The Burden of Gratitude

December 14, 2018

By Lorena Cruz

Searching for my Mom

The following interview was the first time I heard to my mother’s immigration story. Growing up, I only caught glimpses; I purposefully hid behind doors or stayed quiet under tables to overhear small mentions of my family’s story. These moments were so profound to my disillusionment that I felt more comfortable sidestepping any confrontation to their experiences as undocumented migrants. Reflecting on this now, I understand how silence has been passed down, almost as a genetic trait, to me. This narrative is my step toward my familial recovery; where I break away from the intergenerational traumas associated with the violence of forced displacement. Through our conversation, I learned more about what I consider to be the, “womanhood of acceptance”, that my mother bore. By this, I refer to her remarks on a lack of “choice” threaded throughout her story. She was taught, as women, to eagerly comply with any lack of choice and to practice gratitude along every step. As a first-generation Salvadoran-American, I stand on the shoulders of giants and therefore, I consider this a central theme in defining my own womanhood.

As a people, Salvadorans must unify under our fragmented history of the Civil War. As members of the Salvadoran diaspora we can only hope to include ourselves in this history with our stories. This testament serves to establish an acceptance of our brutal past and grim circumstances. As survivors, we have a responsibility to record our histories so they can serve to humanize historical events; and in turn we, will assemble our own means of closure.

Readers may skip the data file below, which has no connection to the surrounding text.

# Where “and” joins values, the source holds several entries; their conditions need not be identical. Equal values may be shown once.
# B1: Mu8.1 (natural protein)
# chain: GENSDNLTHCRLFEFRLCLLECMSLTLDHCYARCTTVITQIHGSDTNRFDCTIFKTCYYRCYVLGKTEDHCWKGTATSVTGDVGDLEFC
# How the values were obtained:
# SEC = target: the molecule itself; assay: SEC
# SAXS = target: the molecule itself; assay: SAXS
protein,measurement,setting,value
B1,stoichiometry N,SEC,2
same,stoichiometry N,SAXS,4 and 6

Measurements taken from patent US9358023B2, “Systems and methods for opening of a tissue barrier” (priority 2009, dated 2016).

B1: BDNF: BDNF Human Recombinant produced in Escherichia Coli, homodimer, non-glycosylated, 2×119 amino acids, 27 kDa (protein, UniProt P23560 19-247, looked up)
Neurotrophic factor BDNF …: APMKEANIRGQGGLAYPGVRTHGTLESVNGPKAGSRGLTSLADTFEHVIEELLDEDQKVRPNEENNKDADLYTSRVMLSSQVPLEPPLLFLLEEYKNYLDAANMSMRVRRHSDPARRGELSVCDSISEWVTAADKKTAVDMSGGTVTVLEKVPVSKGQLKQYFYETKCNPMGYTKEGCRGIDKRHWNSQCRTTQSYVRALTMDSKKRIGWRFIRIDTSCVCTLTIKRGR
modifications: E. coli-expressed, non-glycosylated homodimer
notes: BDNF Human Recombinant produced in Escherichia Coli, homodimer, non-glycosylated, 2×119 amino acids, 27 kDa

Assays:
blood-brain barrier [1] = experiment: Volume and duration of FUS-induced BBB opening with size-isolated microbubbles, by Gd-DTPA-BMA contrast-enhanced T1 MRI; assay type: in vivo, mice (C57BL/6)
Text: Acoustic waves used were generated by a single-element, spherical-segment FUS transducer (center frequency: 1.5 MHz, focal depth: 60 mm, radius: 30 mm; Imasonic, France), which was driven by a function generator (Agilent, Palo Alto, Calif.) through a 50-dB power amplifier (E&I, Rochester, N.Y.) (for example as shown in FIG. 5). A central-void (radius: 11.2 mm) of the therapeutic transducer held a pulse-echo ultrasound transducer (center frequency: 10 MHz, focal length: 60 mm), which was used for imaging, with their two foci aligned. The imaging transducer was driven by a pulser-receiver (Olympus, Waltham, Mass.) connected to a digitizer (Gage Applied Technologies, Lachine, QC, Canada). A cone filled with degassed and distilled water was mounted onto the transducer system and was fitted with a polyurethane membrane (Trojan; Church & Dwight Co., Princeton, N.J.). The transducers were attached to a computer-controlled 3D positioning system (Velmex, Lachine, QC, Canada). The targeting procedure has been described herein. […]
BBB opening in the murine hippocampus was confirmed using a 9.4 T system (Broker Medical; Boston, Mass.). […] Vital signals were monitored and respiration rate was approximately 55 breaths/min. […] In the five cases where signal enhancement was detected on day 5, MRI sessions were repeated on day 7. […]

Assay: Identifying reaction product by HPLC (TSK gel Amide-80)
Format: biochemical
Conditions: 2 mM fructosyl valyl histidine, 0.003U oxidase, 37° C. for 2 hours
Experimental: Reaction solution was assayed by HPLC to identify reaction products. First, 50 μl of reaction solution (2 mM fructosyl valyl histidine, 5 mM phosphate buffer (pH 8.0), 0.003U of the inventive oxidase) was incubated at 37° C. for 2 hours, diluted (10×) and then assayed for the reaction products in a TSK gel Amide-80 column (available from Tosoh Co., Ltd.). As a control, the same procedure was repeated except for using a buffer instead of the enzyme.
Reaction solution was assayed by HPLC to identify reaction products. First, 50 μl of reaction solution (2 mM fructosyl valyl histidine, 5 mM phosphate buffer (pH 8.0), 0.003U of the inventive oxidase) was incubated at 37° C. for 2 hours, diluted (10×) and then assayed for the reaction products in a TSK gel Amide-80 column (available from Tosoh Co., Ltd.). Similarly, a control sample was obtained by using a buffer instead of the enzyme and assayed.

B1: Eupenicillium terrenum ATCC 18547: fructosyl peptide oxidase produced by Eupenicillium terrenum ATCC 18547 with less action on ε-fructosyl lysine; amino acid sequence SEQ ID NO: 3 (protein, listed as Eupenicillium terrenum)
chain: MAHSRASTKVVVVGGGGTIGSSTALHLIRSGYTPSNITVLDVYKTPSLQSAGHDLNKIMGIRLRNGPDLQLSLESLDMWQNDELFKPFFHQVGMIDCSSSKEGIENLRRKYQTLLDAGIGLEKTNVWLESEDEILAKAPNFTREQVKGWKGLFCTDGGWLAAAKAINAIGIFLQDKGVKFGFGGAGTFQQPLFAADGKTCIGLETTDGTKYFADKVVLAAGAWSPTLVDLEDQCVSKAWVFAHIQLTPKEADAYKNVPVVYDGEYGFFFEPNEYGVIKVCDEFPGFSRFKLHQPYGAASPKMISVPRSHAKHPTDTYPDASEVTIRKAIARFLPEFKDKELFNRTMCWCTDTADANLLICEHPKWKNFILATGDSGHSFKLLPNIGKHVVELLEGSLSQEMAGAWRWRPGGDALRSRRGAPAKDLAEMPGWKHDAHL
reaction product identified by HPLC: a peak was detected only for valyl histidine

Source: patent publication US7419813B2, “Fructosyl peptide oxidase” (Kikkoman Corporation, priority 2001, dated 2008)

As a member of a collectivist culture, my mother’s story includes everyone from her life. I found this interesting as I picked up on it through her constant mentioning of “we” (brief accounts of her own accomplishments were shared after many follow-up questions geared toward individualizing her). Throughout her life, my mother bore the burden of a maternal figure for her younger siblings. She accepted financial obligations that contributed to her family’s overall stability in the U.S. and back in El Salvador. She educated herself (both formally and informally). These are all roles that were negotiated within the new social/cultural context she faced in America (Salvadoran women were not expected to be breadwinners, for example). I intended for this interview to lack invasiveness into the details of her overall experience for I know she bears a deeper agony as a witness to her story.



December 21, 2018 • 3:08 PM

Wow. This is amazing and beautiful to read! Lorena Im so proud of you and reading how you talk about the life of what it’s like for an immigrate parent. Im ready for more!!

Lillian Erazo

December 21, 2018 • 3:27 PM


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